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Amelia Award given to This Magazine's Editor
|by Culinary Historians of New York
Fall Volume: 2010 Issue: 17(3) page(s): 4 and 10
The following is edited from the March 23, 2010 program when the editor of this magazine received the prestigious AMELIA AWARD; the program cover is shown below:
Dr. Jacqueline M Newman is a trailblazer in culinary history. She studied food and culture before culinary history became a recognized discipline, at a time when it was a detour in home economics departments. She received her M.A. in Home Economics from New York University in 1975, followed by a Ph.D. from there in 1980. Her dissertation topic: Chinese Food Habits: A Study in their Nature, Direction, and Change. She taught a range of food related subjects at NYU, New School of Social Research, among others, and at Queens College CUNY, where she was on the full-time staff as a full professor. She took emeritus status at Queens College in 2004 and left a rich career, including stints as Chairperson of the Department of Home Economics (1995-98) which in 1996 was renamed the Department of Family, Nutrition and Exercise Sciences. There, her research focused on Chinese food habits, diets, health, and nutrition, all part of her holistic approach to food.
Dr. Newman was not content merely to forge a career teaching. She was and is passionate about Chinese food, and has been since childhood. She set out to master the cuisine, both as cook and cultural observer. Recognizing how foreign true Chinese food was to Americans, in 1994 she founded, along with Fuxiang (Charles) Tang, this quarterly publication, the only English-language magazine devoted to the science and art of Chinese cuisine. It is a key resource in learning about Chinese ingredients, dietary theories, and holiday foods. It also contains recipes so those made hungry by the loving descriptions can try to recreate the flavors at home. For those less inclined to face the wok, this magazine always contains restaurant recommendations, be they in New York or around the globe, virtually anywhere authentic Chinese food can be found.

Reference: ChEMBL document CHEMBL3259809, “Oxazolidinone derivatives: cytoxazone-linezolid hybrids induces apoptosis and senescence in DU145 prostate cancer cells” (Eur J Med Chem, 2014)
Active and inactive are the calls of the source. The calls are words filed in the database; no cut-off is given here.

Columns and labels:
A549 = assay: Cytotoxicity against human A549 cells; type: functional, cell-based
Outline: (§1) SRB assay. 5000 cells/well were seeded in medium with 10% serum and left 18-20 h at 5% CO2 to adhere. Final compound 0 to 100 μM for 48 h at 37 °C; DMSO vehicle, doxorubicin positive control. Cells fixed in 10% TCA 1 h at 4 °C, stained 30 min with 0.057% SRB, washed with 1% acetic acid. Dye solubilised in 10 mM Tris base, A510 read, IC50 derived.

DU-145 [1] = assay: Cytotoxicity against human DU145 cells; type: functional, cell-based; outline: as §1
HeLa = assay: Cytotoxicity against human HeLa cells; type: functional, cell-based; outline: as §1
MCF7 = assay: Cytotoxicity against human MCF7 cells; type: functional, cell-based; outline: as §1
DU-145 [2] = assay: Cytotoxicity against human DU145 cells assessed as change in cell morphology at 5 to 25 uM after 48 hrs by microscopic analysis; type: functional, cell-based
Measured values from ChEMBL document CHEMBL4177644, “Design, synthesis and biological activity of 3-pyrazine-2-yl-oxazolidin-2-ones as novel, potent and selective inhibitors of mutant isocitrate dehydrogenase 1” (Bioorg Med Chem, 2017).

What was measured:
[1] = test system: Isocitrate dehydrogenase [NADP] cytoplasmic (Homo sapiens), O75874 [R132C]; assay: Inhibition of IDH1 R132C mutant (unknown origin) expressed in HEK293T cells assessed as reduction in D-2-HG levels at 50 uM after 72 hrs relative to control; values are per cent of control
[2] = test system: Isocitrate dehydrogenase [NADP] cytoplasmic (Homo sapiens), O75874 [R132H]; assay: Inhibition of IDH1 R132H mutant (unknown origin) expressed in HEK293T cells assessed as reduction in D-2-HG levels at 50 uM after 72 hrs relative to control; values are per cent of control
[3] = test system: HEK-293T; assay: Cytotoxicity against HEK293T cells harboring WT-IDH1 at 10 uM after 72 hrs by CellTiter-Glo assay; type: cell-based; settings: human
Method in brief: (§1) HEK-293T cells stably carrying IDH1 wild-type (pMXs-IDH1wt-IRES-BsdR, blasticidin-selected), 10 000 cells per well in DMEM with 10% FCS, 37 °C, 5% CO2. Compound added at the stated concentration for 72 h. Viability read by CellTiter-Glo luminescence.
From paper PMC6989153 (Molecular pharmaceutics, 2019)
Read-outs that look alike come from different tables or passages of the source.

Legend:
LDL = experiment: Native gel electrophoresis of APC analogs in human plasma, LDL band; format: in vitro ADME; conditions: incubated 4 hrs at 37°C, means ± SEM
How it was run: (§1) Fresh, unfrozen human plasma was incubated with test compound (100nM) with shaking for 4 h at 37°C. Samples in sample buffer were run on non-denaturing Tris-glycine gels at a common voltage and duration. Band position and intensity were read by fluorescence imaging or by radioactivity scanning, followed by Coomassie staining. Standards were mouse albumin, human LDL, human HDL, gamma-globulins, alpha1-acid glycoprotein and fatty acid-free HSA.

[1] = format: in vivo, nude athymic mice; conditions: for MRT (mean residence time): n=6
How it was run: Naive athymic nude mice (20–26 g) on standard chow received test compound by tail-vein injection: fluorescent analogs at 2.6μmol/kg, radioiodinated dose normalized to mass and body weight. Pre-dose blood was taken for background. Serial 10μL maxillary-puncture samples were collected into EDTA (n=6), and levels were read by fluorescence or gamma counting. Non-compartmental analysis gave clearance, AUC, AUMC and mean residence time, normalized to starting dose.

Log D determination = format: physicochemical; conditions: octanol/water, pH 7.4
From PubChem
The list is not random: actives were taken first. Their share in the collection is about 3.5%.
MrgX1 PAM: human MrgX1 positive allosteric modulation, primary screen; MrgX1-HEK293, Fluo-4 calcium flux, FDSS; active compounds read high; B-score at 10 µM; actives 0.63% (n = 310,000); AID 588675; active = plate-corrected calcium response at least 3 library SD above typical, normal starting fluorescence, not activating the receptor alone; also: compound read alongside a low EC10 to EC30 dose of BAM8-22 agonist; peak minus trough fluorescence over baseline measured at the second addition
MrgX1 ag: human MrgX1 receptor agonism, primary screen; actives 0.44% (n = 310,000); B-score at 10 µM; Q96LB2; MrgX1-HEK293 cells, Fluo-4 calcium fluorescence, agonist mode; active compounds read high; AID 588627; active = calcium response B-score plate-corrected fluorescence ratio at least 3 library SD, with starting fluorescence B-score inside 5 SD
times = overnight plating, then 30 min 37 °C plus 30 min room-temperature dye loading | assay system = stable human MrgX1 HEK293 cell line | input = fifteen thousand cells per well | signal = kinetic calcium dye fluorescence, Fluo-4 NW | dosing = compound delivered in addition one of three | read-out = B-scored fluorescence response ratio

Dr. Newman, a founding member of the Culinary Historians of New York (in 1985), with a small group of like-minded individuals, created a forum for the serious discussion of culinary culture. Without her energies and enthusiasm, we would not be here tonight.
Her desire to learn and share has inspired her many articles (about four hundred), as well as her book-length works. Her authoritative Food Culture in China (Greenwood 2004) is a fundamental resource for students of Chinese cultural history. Her most recent cookbook, Cooking From China's Fujian Province (Hippocrene 2008) is the result of painstaking investigation into the distinctive cuisine of this most recent wave of Chinese immigrants in New York.
A tribute to Dr. Newman would not be complete without mentioning her remarkable library of Chinese cookbooks–-more than three thousand volumes (now closer to five thousand), as well as other culinary documentation, illustrations and ephemera collected over a lifetime. This impressive assembly, the largest of its kind in the United States, found a permanent home as the 'Jacqueline M. Newman Chinese Cookbook Collection' in the special collections area at Stony Brook University in 2002. Generations of students and scholars will now have access to these irreplaceable works, marking one of Jackie's many contributions to the field of culinary history.
Xie xie, we all thank you Jackie!
THE AMELIA AWARD recognizes lifetime acheivemant in the field of culinary history. Named after Amelia Simmons, author of American Cookery (1796), the first cookbook written and published in the United States, the award honors the pioneering spirit of scholars in this discipline, which was virtually unknown thirty years ago and has only recently gained academic respect. Simmons, who called herseld "an American orphan," forged a new path in the American culinary scene, with recipes for uniquely American ingredients, such as